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A month around Mt Everest


October 2010


My 13 month in the UK are coming to an end. I have just completed my Masters in Glaciology at the University of Aberystwyth, and I'm ready to join one last adventure with my fellow scientists. Not just any adventure! One I have been dreaming about forever, we are going to the Himalayas!! I am lucky to join then PhD student Matt Westoby, then PhD student Sam Doyle, and my classmate Pippa Cowley for a month of fieldwork investigating Glacial Lakes Outburst Floods in Nepal. My very first high-altitude field campaign!


We spent about a week in busy Kathmandu to finalize our preparations for the field. What a mission it was to get equipment we couldn't fly with such as batteries to power our gear in the field! We got lost in Thamel, bought take The North Face down jackets, fake The North Face sleeping bags, fake everything. Luckily we also had plenty of time to explore, armed with our Lonely Planet book, bumping into tourists... holding their Lonely Planet book. 

Kathmandu was mysterious, noisy, busy, diverse, frenetic city. Every day we spent there was rather intense. Fortunately, it was already time to head to the mountains. We fly in a small plane from Kathmandu airport to Lukla. Two week prior our journey, a plane had crashed into the runway because of the lack of visibility. Let's say that I was not super confident about this flight. But once in the air it was absolutely magical. We flew over thousands of rice fields, the hills were growing bigger and bigger, and the plane was steadily gaining altitude. Eventually we could see it, the runway. A tilted runway sloping up toward the mountain. This is the time when everybody in our flight started praying, true story! Our great pilot landed safely on the little runway, from now on we will only have to rely on our own two feet to travel. 


We made it to Lukla, 2860 m, "the place with many goats and sheep" and extraordinarily beautiful scenery. Lukla is a busy place, fairly touristy. We got to meet our dream team of guides and porters to help us make this field campaign a reality. As soon as the introductions were made we repacked our equipment and started the long walking journey to our first study site. You cannot rush fieldwork in high altitude. Altitude always wins, no matter how fit you are. You have to respect the process of acclimatization. Never more than 300 m of altitude gain between 2 nights is the motto we followed for this whole journey, and that prepared our bodies for the lack of oxygen we will have to endure later on.

On this first day of walking we entered the Sagarmatha national park, following the path to the Everest Base Camp, or EBC as everyone calls it there. It felt completely surreal to be there, in Mt Everest backyard. Every night on the trail we slept in tea houses/lodges all so welcoming and with the most delicious food. Besides the jaw-dropping landscapes we were crossing, we were all amazed by the generosity and hospitality of the Nepalese people. 

Our guides and sherpas were absolutely extraordinary, we are lucky to have them!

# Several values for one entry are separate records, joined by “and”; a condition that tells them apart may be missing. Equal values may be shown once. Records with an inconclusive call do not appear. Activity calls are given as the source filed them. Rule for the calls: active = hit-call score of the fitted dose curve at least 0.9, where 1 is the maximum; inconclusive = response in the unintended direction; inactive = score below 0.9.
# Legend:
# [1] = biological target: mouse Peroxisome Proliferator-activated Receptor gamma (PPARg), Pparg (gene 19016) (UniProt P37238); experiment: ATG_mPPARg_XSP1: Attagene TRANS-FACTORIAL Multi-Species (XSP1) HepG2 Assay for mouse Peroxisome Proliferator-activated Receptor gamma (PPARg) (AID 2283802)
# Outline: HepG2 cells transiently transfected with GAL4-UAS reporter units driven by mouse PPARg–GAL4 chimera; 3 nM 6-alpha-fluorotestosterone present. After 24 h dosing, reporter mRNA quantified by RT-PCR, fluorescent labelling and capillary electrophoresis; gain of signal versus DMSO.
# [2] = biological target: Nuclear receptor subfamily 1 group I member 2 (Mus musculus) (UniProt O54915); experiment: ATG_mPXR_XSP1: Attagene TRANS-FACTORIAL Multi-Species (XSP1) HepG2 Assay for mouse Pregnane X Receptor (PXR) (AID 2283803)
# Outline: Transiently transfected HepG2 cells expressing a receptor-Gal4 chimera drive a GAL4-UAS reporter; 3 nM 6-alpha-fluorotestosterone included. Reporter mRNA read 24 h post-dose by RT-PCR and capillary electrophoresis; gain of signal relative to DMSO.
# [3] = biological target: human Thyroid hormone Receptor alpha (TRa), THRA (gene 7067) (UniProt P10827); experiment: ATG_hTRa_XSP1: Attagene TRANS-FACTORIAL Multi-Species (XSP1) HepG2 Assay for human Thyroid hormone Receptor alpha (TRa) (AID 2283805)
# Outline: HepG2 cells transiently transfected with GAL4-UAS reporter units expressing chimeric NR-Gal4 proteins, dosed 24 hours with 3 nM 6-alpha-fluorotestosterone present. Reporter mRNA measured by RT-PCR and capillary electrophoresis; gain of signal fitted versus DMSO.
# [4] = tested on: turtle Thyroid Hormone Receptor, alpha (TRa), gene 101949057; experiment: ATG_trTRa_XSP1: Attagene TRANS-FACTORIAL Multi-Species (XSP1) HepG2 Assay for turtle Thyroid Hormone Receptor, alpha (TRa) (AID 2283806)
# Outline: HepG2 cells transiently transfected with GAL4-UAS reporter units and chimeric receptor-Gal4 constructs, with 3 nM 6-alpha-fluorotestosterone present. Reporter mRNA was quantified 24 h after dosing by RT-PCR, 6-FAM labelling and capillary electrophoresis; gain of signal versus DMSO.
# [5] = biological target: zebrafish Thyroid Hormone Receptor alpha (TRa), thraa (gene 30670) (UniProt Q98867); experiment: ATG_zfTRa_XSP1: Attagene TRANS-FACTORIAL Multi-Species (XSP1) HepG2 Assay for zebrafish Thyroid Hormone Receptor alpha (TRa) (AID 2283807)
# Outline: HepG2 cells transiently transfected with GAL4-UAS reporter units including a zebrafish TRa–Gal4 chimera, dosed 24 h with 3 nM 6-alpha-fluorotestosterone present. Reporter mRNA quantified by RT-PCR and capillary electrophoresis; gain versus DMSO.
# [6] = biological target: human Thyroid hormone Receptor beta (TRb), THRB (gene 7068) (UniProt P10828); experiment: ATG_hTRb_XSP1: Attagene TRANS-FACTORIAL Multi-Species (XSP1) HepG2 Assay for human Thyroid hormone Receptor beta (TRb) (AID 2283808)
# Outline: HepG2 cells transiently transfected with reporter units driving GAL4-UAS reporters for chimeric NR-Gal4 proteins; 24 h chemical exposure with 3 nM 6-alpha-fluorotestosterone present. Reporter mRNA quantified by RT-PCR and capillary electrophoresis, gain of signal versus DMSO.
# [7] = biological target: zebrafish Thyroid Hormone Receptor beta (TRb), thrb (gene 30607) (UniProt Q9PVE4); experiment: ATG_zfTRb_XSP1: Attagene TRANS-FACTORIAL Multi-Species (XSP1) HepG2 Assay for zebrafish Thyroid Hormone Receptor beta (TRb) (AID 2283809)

After three or four days of crossing beautiful bridges, walking through dense forests, stopping everywhere for tea and momos, we finally made it to the legendary Namche Bazaar. This village is the staging point for expeditions to Everest and beyond. Nested in a perched amphitheatre around 3400 m high, Namche is a historical trading hub for yak cheese and butter and today the one place where you can find a german-like bakery and cheese fondue. We spent 2 nights in Namche getting acclimatized and going on short walks around the village.



After a little pit stop in Namche it was high time to get into the thick of things.  We finally left the crowds of the EBC trail to explore a lesser known valley to the West of Namche Bazaar, near Langmuche. The entire valley was bulldozed by a lake outburst flood in 1985 over tens of kilometers. This was our first field site. The formation of these lakes all across the Himalayas was becoming (and still is) a growing danger. As the glaciers retreat faster and faster, their meltwater becomes trapped behind weak moraine dams, that eventually break under the enormous pressure of the lake, creating GLOFs. Our goal was to create 3D models of three different moraine dams that have produced GLOFs by taking thousands of pictures of these sites from different angles, and to measure the size and orientation of the boulders left behind.

This place seemed to come straight out of a geography textbook. A 6943 m high peak, Tengi Ragi Tau was dominating the valley, draped with steep hanging glaciers all around it. At the base of the mountain, an enormous moraine complex, the biggest I had ever seen! The moraine were easily 100 to 150 m high, with, in the middle, a small milky glacial lake. 

We set up our camp near a small yak herder's house. The man told us that he could not remember anything about the 1985 event. At the time, he had just come back from a big party on the other side of the mountain. When he reached his home, he was so drunk that he did not notice any changes even thought the entire valley has been completely bashed by a catastrophic flood. It is only the next morning when he woke up that he realised how lucky he had been, that his little hut was one of the very few buildings that had withstood the flood.